Calls to Victoria police from the tent city area have jumped in the past month, but it would be a mistake to assume campers are the only cause, a senior police official says.
There has “definitely been an increase in violence” in tent city itself, but the most recent statistics reflect several abandoned 911 calls and abandoned property reports, said Insp. Scott McGregor.
From March 26 to April 22, 169 calls for assistance originated within two blocks of the tent city on Burdett Avenue and Quadra Street. In the following four weeks, there were 265 calls — including 50 made by tent city residents and 119 from people living in nearby homes.
Calls for assistance include both crimes and incidents of disorder that are not necessarily crimes: violence, drugs, property offences, traffic calls, noise complaints and checking on a person’s well-being.
The community is feeling an impact, McGregor said. But whether that impact can directly be related to tent city or Mount Edwards Court, since February home to 38 formerly homeless people, is difficult to say, he added.
“I don’t have confidence when you look at the numbers that you can draw a firm conclusion either that crime has increased or that all of this increase in calls for service is related to tent city,” McGregor said.
That said, “grave concerns” about increased violence over the past 28-day period prompted VicPD to reassign two officers to tent city itself starting last Saturday, he said. The two officers are in addition to two others who already spend most of their time dealing with tent city issues, but are not necessarily at the site.
Gillian Ley, a nearby homeowner and member of Mad As Hell Victoria, said the increase in calls indicates real, not perceived, problems.
“We are relieved to have the increased police presence,” Ley said. “It means they are close at hand to react to the ongoing and ever increasing violence, crime and overdoses.”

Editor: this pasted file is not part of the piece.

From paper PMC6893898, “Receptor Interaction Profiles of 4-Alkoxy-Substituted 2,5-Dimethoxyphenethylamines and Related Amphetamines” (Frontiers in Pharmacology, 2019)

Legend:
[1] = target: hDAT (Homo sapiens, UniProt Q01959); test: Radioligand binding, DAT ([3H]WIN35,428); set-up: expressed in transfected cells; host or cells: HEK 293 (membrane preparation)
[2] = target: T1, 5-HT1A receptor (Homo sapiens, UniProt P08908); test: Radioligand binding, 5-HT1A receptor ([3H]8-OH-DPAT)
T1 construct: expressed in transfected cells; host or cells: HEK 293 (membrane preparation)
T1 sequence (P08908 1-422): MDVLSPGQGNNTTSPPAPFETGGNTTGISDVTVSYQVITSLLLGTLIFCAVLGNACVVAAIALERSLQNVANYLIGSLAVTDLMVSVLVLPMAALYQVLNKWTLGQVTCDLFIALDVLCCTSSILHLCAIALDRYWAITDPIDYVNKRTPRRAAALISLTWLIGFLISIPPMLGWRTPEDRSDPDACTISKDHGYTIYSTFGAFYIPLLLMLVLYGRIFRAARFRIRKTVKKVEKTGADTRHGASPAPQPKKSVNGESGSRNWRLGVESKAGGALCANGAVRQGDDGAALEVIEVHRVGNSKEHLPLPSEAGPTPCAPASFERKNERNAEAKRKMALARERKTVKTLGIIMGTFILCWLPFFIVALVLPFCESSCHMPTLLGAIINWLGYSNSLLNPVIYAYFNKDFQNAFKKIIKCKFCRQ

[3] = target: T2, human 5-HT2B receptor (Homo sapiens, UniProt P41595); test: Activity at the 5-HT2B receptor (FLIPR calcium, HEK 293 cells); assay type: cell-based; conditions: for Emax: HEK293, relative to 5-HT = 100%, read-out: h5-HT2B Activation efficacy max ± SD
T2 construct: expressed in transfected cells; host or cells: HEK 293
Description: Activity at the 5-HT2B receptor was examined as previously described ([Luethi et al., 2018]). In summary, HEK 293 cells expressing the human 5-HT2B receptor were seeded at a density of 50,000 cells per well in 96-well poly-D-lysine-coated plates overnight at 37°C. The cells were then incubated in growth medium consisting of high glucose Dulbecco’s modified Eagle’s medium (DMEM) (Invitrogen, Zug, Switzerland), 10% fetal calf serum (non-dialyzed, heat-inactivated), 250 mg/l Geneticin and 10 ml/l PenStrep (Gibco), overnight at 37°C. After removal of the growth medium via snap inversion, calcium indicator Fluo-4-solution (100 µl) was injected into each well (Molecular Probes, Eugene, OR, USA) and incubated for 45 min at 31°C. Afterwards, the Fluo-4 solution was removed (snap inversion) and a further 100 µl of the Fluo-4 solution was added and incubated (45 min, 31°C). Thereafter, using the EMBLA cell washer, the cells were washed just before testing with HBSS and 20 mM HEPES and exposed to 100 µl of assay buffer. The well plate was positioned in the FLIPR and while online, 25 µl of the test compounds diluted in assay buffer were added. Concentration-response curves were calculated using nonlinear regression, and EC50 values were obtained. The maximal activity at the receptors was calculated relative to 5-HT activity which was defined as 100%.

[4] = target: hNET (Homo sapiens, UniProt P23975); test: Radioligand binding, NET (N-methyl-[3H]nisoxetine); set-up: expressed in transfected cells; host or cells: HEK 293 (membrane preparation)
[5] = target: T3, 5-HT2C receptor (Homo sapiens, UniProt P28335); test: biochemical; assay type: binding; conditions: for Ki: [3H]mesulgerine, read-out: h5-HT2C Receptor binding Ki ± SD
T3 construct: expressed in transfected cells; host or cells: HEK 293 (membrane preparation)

A man found unconscious Monday at the back door of her building could have died without quick response by three police vehicles, two ambulances and the fire department, she said.
The neighbourhood is against the province’s plan to turn Mount Edwards Court into low-barrier housing for 100 people, she said.
“The bottom line is that Mount Edwards Court is an indoor tent city with no curfew. Residents can refuse counselling, they can use drugs and alcohol and are free to come and go as they please,” she said in an email to the Times Colonist. “The only way they can support their habits is to steal from the neighbourhood as they are already doing.”
Ley recently received a letter from Housing Minister Rich Coleman.
“The safety of the community, particularly the students who attend the local school, is being given the highest priority, and a number of security measures have been put in place,” Coleman said in the letter.
“I believe that as British Columbians, we have the opportunity and the responsibility to help people in our communities who need it most. With projects like the Mount Edwards facility, I believe we can do this safely and in a manner that makes our community stronger.”